By Laila Muhammad

I was talking to a friend not too long ago, and he told me about a particular natural healing product to help me over a cold. My first question was how much did it cost? Before he answered he gave me a break down of all its benefits, how it was produced by Black folks, more details and then the price. This very detailed description didn’t have any bearing on me on the moment, I was under the weather and I needed something quick, cheap, familiar, and close to my home. So to the local drug store I went.  

A few days later I was feeling better, but I couldn’t shake the feeling that I had cheated my own people in the process.

I called him back and wanted to justify my reasons for not “buying Black” as we call it in our community or supporting Black-owned businesses. I explained feverishly that I’m a single mother, I work long hours, I take classes. And I’m just too busy to invest time researching products I’ve never heard of and not quite sure will work. Black-owned products cost too much, and are not easily available, and on and on. Those are the main excuses Black people give when asked why they don’t often support Black businesses, he observed. I paused.


Could he be right? Had I made a conscious effort to research and seek out Black businesses? Nope, not really. I decided to make a resolution to do as the Honorable Elijah Muhammad and the Honorable Minister Louis Farrakhan have been imploring us to do for the past 80 years … spend our money among ourselves.

According to an article on the titled Black Spending Power Still Vital, Still Growing, Nielsen reported a follow up to its 2011 landmark “State of the African-American Consumer” report, which projected Black buying power will reach $1.1 trillion by the year 2015. Nielsen and National Newspaper Publishers Association, the trade group for weekly Black-owned newspapers, examined our spending habits.

“Dynamic influencing factors–such as technology, social media and online connectivity–enable the Black consumer segment to leverage its collective power and influence,” the report says. It also noted that as a group, Blacks have spending habits and brand loyalty that advertisers love.

To illustrate how massive this figure is, if Black America’s purchasing power was equated to a country’s GDP, we would be the 16th largest richest in the world!

While researching some Black-owned companies I stumbled across Maggie Anderson, co-founder of the Empowerment Project. She and her family decided to commit to “buying Black” for an entire year. In a book titled, “Our Black Year,” Anderson recounts her experiences patronizing Black-owned businesses while highlighting the challenges many Black businesses face.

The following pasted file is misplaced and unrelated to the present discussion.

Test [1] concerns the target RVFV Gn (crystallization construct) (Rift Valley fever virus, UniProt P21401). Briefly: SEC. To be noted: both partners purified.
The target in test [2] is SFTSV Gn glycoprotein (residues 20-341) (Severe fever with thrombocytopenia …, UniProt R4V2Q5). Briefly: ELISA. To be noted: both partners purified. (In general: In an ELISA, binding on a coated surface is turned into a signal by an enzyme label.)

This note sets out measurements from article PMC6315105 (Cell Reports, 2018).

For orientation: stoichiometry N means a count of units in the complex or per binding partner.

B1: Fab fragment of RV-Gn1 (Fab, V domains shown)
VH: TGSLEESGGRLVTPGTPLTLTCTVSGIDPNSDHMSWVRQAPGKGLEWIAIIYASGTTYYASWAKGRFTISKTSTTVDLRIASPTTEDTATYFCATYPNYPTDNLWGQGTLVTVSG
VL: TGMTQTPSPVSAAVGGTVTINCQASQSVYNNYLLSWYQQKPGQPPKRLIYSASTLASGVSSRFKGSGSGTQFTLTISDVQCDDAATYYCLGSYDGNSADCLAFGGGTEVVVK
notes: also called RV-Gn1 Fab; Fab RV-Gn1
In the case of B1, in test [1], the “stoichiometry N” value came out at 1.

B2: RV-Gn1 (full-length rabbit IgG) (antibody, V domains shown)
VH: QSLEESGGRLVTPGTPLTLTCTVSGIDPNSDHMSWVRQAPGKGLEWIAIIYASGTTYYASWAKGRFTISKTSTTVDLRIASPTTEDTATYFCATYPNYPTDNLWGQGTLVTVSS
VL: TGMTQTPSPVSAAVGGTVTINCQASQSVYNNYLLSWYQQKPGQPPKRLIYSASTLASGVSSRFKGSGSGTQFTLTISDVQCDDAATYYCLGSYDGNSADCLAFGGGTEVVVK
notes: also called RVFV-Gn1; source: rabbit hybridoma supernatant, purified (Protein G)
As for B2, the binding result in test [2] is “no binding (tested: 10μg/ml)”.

Long before the Anderson family experiment, the inventor George Washington Carver noted, “We have become ninety-nine percent money mad. The method of living at home modestly and within our income, laying a little by systematically for the proverbial rainy day which is due to come, can almost be listed among the lost arts.”  

But there is good news, numerous companies and websites are available to help us on the journey to pool our resources and keep our money in our own community. The Three Year Economic Savings Program was established by the Honorable Elijah Muhammad in 1964. This program called for Black people to pool their resources by contributing $10 a month to help fight against poverty, want, unemployment, abominable housing, hunger and nakedness of the 30-40 million Black people in America. Minister Louis Farrakhan re-established this program in October 1991 because we continue to face these same problems today.

In February, the Minister issued a call to back Muhammad’s Economic Blueprint by contributing .35 a week. There is a desire to use the money to purchase farmland as the foundation for the economic survival of our people.

Other companies and resources I suggest are The African American Business Directory,,,, and Chicago businesses Brown Sugar Bakery, Haiku Art Gallery, and Cupcake Gangsters.

So will you embark on a journey with me? For 30 days, please strive to “Buy Black” whenever possible, document your success, and send your pictures and brief stories to [email protected]

Laila Muhammad is a Chicago-based writer and videographer.